Englishman Who Posted Himself: biography of a postal experimenter

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25 Responses to “Englishman Who Posted Himself: biography of a postal experimenter”

  1. joeygsb says:

    Go Waldo Jeffers!

  2. narrowstreetsLA says:

    That is so cool. Reminds me of the time I sent a letter to my brother (who was in college) years ago. I couldn’t remember the address, so I just put


    Mower Hall
    Harvard University

    and it reached him.

    • Nadreck says:

      The Ripley’s Believe It Or Not people have an exhibit of letters from fans that were correctly delivered to them with the slenderest of addresses. One just had a tear, or “Rip:” in the envelope. But I believe this not.

  3. Nadreck says:

    At one point there was a boo-boo in the Canada Post rates, specifically in the subsidies to rural delivery, which meant that in BC it was cheaper to mail individual bricks to your construction project than via any other transport method. I think the practice was stopped by the Letter Carriers Union citing the health risks involved in hauling sacks of bricks around.

  4. Anonymous says:

    I bet they were glad when he died!

  5. Blinde Schildpad says:

    Apparently in 18th century a letter reached Dutch scientist Herman Boerhave from China, having just been addressed to “the illustrious Boerhaave, physician in Europe”.

  6. jamiethehutt says:

    The Royal Mail can be pretty damn impressive sometimes:

    My Mother is an industrial mycologist (her site here) and has had a letter for her arrive addressed to:

    The Mushroom Lady
    Scotland

    :-D

  7. Xenu says:

    Isn’t there a children’s song about putting yourself in the mail?

  8. Anonymous says:

    In the English motorsport community there was a rumour that a racing driver got a letter delivered to him with just his name, town, and a description of the cars on his front drive written on it!

  9. Nores says:

    And his spirit of adventure lives on at the Journal of Improbable Research which, in 2000, conducted an experiment in which they attempted to mail various bizarre items (subdivided into categories that included “valuable,” “sentimental,” “unwieldy,” “pointless,” “suspicious,” and “disgusting.”

    Of the 28 items mailed, 18 made it to their destination addresses.

  10. Anonymous says:

    He wasn’t the first to mail himself…Henry Box Brown was a slave who mailed himself to freedom in the 19th century.

    http://en.wikipedia.org/wiki/Henry_Box_Brown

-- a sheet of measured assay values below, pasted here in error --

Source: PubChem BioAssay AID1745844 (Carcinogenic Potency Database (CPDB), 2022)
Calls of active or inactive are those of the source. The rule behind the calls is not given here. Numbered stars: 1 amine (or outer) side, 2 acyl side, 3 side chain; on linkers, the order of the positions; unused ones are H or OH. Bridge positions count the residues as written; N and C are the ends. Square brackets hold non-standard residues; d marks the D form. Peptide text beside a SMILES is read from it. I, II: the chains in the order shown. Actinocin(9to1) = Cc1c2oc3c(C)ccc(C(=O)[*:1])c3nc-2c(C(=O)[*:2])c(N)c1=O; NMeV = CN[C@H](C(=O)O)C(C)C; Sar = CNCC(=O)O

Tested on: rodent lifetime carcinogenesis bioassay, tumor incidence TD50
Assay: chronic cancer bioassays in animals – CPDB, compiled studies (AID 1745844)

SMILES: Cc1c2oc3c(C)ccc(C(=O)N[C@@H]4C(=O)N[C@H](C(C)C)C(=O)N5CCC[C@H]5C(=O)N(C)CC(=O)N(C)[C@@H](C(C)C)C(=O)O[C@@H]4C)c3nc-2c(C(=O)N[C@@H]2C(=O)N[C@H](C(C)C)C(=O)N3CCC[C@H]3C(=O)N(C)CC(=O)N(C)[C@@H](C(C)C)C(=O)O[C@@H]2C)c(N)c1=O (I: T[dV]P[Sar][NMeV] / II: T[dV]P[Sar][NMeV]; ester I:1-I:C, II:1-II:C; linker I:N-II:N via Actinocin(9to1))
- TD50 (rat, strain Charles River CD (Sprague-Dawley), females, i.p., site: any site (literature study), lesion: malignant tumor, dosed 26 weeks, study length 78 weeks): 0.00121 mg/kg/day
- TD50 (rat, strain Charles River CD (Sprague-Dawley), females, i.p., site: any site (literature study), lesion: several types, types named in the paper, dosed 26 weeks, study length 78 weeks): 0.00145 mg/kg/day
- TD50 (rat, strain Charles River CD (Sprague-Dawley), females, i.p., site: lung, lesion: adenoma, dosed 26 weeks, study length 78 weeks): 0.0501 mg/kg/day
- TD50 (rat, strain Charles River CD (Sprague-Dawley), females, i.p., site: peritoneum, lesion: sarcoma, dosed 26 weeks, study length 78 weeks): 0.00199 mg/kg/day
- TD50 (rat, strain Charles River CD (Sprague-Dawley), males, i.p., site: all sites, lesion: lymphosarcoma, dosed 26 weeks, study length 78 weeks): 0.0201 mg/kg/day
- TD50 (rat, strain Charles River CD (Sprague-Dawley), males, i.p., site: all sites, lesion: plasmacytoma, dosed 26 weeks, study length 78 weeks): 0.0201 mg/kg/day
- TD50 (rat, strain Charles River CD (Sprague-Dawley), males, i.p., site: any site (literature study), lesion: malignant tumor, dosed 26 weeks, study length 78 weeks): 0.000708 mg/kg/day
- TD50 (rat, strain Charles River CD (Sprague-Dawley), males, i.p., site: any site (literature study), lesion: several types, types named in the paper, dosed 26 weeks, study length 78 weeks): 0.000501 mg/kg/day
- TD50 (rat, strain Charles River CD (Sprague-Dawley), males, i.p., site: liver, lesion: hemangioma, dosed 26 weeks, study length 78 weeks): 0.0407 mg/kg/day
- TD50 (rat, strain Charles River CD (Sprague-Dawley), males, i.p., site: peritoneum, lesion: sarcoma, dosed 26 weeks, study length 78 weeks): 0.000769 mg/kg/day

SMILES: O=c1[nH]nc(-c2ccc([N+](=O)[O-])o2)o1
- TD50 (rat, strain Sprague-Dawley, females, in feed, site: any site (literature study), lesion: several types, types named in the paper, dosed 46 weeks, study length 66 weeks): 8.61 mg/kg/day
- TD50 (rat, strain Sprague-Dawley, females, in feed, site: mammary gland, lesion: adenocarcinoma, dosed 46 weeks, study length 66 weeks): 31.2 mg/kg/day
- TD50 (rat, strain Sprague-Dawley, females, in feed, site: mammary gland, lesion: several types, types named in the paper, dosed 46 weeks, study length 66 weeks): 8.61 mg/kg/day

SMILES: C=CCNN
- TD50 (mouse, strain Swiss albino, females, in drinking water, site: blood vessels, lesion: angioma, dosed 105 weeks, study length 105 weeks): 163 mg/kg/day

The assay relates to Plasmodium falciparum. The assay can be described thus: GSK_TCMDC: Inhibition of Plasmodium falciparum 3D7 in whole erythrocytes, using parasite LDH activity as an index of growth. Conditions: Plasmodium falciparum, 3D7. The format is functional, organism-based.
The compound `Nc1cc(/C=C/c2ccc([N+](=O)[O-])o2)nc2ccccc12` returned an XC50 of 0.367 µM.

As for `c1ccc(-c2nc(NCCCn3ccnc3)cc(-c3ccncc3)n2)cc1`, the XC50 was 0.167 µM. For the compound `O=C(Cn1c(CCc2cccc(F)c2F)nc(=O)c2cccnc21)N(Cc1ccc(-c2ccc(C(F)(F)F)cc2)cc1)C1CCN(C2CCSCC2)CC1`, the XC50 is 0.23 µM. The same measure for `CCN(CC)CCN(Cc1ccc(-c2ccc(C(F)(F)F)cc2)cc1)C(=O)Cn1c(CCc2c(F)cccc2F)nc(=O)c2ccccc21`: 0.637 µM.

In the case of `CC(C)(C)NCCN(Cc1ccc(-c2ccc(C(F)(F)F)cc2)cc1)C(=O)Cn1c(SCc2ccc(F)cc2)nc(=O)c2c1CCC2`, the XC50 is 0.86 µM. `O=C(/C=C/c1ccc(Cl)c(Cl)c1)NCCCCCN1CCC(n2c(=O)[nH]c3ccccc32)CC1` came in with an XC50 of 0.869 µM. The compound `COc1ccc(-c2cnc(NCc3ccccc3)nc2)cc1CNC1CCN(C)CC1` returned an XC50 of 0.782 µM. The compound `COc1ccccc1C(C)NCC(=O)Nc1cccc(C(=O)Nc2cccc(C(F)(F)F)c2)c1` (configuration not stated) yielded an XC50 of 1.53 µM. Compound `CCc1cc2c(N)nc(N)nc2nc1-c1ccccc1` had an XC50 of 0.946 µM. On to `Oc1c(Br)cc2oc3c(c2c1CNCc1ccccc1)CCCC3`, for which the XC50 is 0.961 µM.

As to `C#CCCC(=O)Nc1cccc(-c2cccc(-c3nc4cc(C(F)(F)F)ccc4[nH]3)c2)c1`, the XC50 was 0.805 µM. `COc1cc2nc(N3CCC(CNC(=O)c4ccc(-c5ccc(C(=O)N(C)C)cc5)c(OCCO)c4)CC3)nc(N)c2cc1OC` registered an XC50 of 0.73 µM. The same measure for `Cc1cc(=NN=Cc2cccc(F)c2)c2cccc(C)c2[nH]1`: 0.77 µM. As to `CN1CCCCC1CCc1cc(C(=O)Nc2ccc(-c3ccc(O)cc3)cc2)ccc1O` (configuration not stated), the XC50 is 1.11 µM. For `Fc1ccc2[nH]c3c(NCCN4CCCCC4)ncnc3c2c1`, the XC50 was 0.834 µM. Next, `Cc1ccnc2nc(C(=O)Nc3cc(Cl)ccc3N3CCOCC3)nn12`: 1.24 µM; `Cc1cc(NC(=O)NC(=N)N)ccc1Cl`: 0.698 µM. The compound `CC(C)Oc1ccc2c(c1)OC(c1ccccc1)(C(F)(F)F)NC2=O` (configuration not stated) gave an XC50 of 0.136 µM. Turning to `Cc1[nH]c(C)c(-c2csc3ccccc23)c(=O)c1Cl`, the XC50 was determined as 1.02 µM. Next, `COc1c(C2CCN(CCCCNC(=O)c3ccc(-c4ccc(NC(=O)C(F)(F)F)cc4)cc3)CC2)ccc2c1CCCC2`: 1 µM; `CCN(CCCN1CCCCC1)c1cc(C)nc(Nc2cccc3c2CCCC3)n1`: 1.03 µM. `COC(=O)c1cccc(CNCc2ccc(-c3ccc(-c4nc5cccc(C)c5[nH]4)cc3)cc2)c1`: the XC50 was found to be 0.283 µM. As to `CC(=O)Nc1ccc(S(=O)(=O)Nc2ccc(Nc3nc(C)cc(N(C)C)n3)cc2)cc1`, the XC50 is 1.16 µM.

11. Anonymous says:

    I remember, as a child, playing with the mail. I sent a letter to my friend, but I put his address in the return address part. I put my address in the main part of the envelope. I didn’t use a stamp.

    He received the letter (it was “returned” to him for insufficient postage).

    We thought we were geniuses.

  12. Anonymous says:

    Waldo Jeffers had reached his limit…

  13. theemu says:

    Games Magazine used to select a Envelope of the Month in each issue, which would sometimes have the address written in code.

  14. Forbes says:

    According to one biographer, a letter from overseas addressed:

    P.T. Barnum
    America

    …was delivered to the recipient.

  15. petethewheat says:

    A friend of mine got a stained paper plate through the post once. On it was written something like: “Hi John, I was just at a party and thought I’d send you some of the great food. But I bet those greedy buggers at the Post Office eat it first.” And, in smaller letters along the edge, was “we did, it was lovely – thanks!”

  16. Anonymous says:

    It’s somewhat fun to mail random stuff. In Disneyworld, if you go to the store by the Aladdin ride, they have coconuts you can mail to yourself as a joke (yes, they do arrive).

    And I remember doing the same thing as #13 with the reversing of addresses. And we also thought we were amazing. Ah, youth!

  17. Astragali says:

    The cryptic addresses part reminds me of something (I think) Bill Bryson once related about a letter which was successfully delivered addressed as follows:

    HILL
    JOHN
    MASS

    which represented
    John Underhill
    Andover, Mass.

  18. jesseg says:

    This reminds me of the time my friend and I had to mail a bunch of envelopes for his uncle and we had a few stamps left over. We got to the post office and decided to write another friend’s address on a board that was about 6″x4″x1/2″. We only had a few stamps, so we put them on and dropped it a blue mailbox. A couple days later my friend said he got a board in the mail and his sister had to pay the mail carrier because of insufficient postage.

  19. Anonymous says:

    It irresistibly reminds me of the Velvet Underground song/story narrated by John Cale, “The Gift”http://www.youtube.com/watch?v=mI-YiaWDgB4

  20. knoxblox says:

    Amusing how the postal service didn’t get the joke.

    While on the subject, does anyone remember the name of the artist famous for his little bunnies who often used the postal service as a vehicle for his art? They made a documentary about him around eight to ten years ago, I think?

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